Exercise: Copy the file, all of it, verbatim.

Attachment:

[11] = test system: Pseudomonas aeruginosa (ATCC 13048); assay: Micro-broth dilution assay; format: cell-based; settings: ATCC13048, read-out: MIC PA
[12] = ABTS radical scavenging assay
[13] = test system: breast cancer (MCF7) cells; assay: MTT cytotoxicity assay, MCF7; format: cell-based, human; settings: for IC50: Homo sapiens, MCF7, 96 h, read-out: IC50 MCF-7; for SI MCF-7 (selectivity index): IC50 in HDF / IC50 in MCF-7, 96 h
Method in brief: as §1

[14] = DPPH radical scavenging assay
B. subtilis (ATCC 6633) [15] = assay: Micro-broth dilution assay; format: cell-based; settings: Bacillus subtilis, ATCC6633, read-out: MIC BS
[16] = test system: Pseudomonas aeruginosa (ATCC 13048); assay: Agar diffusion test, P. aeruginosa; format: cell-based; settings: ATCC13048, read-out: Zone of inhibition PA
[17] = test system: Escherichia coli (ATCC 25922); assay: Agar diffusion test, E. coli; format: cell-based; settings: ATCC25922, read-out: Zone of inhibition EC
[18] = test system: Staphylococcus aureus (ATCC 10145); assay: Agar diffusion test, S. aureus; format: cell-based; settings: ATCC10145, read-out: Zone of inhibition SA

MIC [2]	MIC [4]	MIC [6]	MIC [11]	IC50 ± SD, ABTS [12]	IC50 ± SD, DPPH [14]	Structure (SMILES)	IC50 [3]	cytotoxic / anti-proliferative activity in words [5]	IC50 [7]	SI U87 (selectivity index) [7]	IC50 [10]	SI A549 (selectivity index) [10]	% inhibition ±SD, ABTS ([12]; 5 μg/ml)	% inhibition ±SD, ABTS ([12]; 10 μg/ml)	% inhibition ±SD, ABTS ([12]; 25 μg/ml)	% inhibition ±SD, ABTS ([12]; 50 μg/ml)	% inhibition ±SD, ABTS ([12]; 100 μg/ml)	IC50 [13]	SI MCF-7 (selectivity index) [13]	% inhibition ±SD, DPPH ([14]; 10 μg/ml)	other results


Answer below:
[11] = test system: Pseudomonas aeruginosa (ATCC 13048); assay: Micro-broth dilution assay; format: cell-based; settings: ATCC13048, read-out: MIC PA
[12] = ABTS radical scavenging assay
[13] = test system: breast cancer (MCF7) cells; assay: MTT cytotoxicity assay, MCF7; format: cell-based, human; settings: for IC50: Homo sapiens, MCF7, 96 h, read-out: IC50 MCF-7; for SI MCF-7 (selectivity index): IC50 in HDF / IC50 in MCF-7, 96 h
Method in brief: as §1

[14] = DPPH radical scavenging assay
B. subtilis (ATCC 6633) [15] = assay: Micro-broth dilution assay; format: cell-based; settings: Bacillus subtilis, ATCC6633, read-out: MIC BS
[16] = test system: Pseudomonas aeruginosa (ATCC 13048); assay: Agar diffusion test, P. aeruginosa; format: cell-based; settings: ATCC13048, read-out: Zone of inhibition PA
[17] = test system: Escherichia coli (ATCC 25922); assay: Agar diffusion test, E. coli; format: cell-based; settings: ATCC25922, read-out: Zone of inhibition EC
[18] = test system: Staphylococcus aureus (ATCC 10145); assay: Agar diffusion test, S. aureus; format: cell-based; settings: ATCC10145, read-out: Zone of inhibition SA

MIC [2]	MIC [4]	MIC [6]	MIC [11]	IC50 ± SD, ABTS [12]	IC50 ± SD, DPPH [14]	Structure (SMILES)	IC50 [3]	cytotoxic / anti-proliferative activity in words [5]	IC50 [7]	SI U87 (selectivity index) [7]	IC50 [10]	SI A549 (selectivity index) [10]	% inhibition ±SD, ABTS ([12]; 5 μg/ml)	% inhibition ±SD, ABTS ([12]; 10 μg/ml)	% inhibition ±SD, ABTS ([12]; 25 μg/ml)	% inhibition ±SD, ABTS ([12]; 50 μg/ml)	% inhibition ±SD, ABTS ([12]; 100 μg/ml)	IC50 [13]	SI MCF-7 (selectivity index) [13]	% inhibition ±SD, DPPH ([14]; 10 μg/ml)	other results